• Bias training. Walmart is coordinating with law enforcement on its diversity & inclusion training while also updating its own training for Walmart’s asset protection associates, with the aim of supporting criminal justice professionals in understanding unconscious biases and possible methods for strengthening relationships in communities we serve. Walmart also plans to conduct bias training for our field leadership teams and frontline hiring managers in approximately 4,700 stores.
Center for Racial Equity

The CRE supports organizations working to prevent youth (including youth with incarcerated parents, at risk of aging out of the foster care system, and survivors of human trafficking) from entering the criminal justice system and working to connect them to opportunities for economic and emotional well-being. Example support includes:

  • Data-informed early detection. The Walmart Foundation supports the development of programming and research to help prevent young people from entering the criminal justice system. With support from the Walmart Foundation, The National Institute for Criminal Justice Reform launched the Youth Data and Intervention Initiative to develop programming and policy that local leaders can use to prevent youth in their early teens from becoming involved in gun violence.
  • Community support and services. The Walmart Foundation made successive grants to The Prison Fellowship to build and scale the capacity of the Opportunity Kids Network, a national network of community-based organizations creating positive experiences and preventing negative interactions with the criminal justice system for children with incarcerated parents.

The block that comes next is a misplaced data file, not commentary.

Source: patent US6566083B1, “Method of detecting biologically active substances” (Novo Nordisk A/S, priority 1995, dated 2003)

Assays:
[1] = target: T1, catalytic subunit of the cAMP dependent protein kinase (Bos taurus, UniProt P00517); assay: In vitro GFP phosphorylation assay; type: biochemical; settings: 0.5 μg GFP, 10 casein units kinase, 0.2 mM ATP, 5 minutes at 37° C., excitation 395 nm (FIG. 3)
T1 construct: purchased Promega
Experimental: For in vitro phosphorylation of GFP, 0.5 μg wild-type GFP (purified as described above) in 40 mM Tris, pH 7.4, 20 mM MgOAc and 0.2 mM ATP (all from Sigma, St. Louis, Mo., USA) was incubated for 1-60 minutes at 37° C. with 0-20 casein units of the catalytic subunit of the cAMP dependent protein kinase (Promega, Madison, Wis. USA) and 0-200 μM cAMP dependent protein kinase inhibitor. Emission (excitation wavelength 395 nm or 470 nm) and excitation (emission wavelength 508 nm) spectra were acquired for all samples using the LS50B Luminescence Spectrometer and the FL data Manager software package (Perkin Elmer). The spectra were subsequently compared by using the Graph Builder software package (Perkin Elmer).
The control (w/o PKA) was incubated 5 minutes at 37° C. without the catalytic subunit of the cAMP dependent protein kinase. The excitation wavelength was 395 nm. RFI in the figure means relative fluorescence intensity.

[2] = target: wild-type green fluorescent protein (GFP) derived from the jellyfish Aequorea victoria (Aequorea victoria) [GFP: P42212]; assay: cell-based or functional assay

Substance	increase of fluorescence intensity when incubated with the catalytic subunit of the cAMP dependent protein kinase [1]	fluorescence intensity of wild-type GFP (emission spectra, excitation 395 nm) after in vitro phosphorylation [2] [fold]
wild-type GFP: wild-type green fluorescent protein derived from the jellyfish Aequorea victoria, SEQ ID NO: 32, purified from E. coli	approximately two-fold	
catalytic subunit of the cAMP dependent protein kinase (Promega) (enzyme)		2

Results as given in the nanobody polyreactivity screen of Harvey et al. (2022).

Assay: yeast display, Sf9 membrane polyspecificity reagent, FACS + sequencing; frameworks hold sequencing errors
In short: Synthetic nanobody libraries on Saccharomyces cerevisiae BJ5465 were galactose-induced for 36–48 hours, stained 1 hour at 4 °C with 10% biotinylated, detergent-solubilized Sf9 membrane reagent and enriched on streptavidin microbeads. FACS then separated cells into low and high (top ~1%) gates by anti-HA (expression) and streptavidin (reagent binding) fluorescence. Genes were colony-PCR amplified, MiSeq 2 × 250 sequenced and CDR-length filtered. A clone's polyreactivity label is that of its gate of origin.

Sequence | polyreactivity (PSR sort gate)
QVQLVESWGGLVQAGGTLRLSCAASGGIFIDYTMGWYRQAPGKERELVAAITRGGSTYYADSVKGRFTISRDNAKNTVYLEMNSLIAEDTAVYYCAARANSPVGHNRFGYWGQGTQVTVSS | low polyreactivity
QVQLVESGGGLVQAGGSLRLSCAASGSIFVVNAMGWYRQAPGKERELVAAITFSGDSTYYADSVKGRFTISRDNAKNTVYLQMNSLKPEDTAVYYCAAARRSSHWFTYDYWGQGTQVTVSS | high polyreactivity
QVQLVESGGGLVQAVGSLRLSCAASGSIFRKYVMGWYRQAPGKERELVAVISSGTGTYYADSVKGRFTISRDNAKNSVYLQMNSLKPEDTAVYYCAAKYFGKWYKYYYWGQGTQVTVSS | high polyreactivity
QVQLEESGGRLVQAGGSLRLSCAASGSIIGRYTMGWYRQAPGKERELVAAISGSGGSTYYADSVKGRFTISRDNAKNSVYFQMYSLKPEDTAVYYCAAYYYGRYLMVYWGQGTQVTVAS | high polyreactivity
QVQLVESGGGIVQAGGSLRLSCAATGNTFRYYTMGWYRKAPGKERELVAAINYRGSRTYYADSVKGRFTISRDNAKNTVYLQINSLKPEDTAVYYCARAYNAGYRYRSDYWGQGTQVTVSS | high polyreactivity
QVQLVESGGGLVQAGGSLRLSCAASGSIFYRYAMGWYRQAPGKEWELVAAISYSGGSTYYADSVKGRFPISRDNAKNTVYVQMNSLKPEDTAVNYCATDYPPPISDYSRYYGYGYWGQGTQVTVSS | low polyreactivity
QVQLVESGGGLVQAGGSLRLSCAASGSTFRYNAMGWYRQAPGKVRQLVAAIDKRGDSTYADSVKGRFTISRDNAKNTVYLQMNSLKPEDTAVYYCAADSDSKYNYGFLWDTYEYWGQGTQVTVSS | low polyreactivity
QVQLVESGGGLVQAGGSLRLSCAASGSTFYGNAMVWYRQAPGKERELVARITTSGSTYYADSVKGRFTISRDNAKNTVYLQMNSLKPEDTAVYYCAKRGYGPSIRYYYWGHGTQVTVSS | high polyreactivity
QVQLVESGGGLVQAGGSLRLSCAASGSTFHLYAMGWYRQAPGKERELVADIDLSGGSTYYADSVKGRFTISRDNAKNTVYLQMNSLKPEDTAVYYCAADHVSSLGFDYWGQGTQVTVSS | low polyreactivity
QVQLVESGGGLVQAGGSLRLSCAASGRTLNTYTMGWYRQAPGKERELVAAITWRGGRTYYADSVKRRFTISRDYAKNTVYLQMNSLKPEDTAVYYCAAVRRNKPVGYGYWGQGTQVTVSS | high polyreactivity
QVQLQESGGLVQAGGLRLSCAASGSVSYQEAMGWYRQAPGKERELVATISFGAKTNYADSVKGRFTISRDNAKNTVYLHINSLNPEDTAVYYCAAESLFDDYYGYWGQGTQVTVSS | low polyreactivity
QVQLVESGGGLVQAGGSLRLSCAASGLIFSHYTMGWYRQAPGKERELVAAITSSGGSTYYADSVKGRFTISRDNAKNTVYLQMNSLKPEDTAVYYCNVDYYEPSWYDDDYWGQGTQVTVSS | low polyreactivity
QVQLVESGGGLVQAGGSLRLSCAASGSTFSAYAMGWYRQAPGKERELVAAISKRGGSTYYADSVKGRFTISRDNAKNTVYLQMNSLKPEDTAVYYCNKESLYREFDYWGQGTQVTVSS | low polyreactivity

• First-chance hiring. Walmart seeks to build the capacity of researchers, community-based organizations, and employers to use fair chance hiring as a tool to increase the economic mobility of young people as a way to keep them out of the prison pipeline. Walmart made grants to support Unlock Potential, a network of community organizations and employers providing jobs and wraparound services for youth with incarcerated parents, foster youth, youth involved in the justice system, and young people impacted by human trafficking.
Atlanta Harvest supplier holding a box and smiling

Building More Inclusive & Resilient Communities

In addition to our work through the Center for Racial Equity and the SVNs, Walmart and the Walmart Foundation help to build inclusive and resilient communities by listening to and supporting diverse communities and working to unite people in communities.

Community Listening and Collaboration

Walmart's Constituent Relations team facilitates the company’s collaboration with organizations close to underrepresented and underserved communities on issues of mutual concern. We host and support stakeholder summits and events that bring Walmart together with partner organizations representing different constituent groups, including the National Urban League, National Congress of American Indians, The Association of University Centers on Disabilities, International Women’s Forum, AAPI, National Museum of the American Latino, and LGBTQ+ Victory Institute. To further foster engagement and gain a deeper understanding of the concerns of these groups, we conduct annual partners meetings and roundtables where members of underrepresented communities can share their perspectives and priorities with Walmart. Example engagements include: